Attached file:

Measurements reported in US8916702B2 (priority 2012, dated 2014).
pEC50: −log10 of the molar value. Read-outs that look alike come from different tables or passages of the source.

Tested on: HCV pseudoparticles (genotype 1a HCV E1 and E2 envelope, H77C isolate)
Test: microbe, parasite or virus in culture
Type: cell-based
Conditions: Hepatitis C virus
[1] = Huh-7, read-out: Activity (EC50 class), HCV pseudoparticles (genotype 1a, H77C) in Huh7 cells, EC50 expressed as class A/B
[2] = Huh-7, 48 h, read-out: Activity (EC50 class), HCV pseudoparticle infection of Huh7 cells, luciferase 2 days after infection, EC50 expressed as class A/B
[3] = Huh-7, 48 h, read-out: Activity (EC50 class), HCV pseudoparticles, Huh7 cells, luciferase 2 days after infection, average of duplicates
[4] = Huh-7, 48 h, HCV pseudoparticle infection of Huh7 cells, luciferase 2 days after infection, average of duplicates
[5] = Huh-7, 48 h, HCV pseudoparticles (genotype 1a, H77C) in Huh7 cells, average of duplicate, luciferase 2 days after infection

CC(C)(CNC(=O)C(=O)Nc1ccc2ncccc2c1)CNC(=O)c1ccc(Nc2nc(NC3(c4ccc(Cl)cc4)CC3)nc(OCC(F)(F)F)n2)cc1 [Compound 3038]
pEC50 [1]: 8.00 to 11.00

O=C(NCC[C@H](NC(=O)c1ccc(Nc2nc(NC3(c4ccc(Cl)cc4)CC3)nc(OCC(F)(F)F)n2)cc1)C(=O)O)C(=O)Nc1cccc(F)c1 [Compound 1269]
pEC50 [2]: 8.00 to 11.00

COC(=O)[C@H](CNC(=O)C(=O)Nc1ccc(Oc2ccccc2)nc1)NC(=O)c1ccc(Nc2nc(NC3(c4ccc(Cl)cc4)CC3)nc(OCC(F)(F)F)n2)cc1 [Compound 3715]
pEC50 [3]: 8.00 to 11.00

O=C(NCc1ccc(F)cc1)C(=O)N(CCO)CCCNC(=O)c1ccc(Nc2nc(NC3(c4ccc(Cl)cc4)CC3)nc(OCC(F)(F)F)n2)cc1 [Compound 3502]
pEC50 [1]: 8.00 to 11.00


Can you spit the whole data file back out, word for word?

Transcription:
Measurements reported in US8916702B2 (priority 2012, dated 2014).
pEC50: −log10 of the molar value. Read-outs that look alike come from different tables or passages of the source.

Tested on: HCV pseudoparticles (genotype 1a HCV E1 and E2 envelope, H77C isolate)
Test: microbe, parasite or virus in culture
Type: cell-based
Conditions: Hepatitis C virus
[1] = Huh-7, read-out: Activity (EC50 class), HCV pseudoparticles (genotype 1a, H77C) in Huh7 cells, EC50 expressed as class A/B
[2] = Huh-7, 48 h, read-out: Activity (EC50 class), HCV pseudoparticle infection of Huh7 cells, luciferase 2 days after infection, EC50 expressed as class A/B
[3] = Huh-7, 48 h, read-out: Activity (EC50 class), HCV pseudoparticles, Huh7 cells, luciferase 2 days after infection, average of duplicates
[4] = Huh-7, 48 h, HCV pseudoparticle infection of Huh7 cells, luciferase 2 days after infection, average of duplicates
[5] = Huh-7, 48 h, HCV pseudoparticles (genotype 1a, H77C) in Huh7 cells, average of duplicate, luciferase 2 days after infection

CC(C)(CNC(=O)C(=O)Nc1ccc2ncccc2c1)CNC(=O)c1ccc(Nc2nc(NC3(c4ccc(Cl)cc4)CC3)nc(OCC(F)(F)F)n2)cc1 [Compound 3038]
pEC50 [1]: 8.00 to 11.00

O=C(NCC[C@H](NC(=O)c1ccc(Nc2nc(NC3(c4ccc(Cl)cc4)CC3)nc(OCC(F)(F)F)n2)cc1)C(=O)O)C(=O)Nc1cccc(F)c1 [Compound 1269]
pEC50 [2]: 8.00 to 11.00

COC(=O)[C@H](CNC(=O)C(=O)Nc1ccc(Oc2ccccc2)nc1)NC(=O)c1ccc(Nc2nc(NC3(c4ccc(Cl)cc4)CC3)nc(OCC(F)(F)F)n2)cc1 [Compound 3715]
pEC50 [3]: 8.00 to 11.00

O=C(NCc1ccc(F)cc1)C(=O)N(CCO)CCCNC(=O)c1ccc(Nc2nc(NC3(c4ccc(Cl)cc4)CC3)nc(OCC(F)(F)F)n2)cc1 [Compound 3502]
pEC50 [1]: 8.00 to 11.00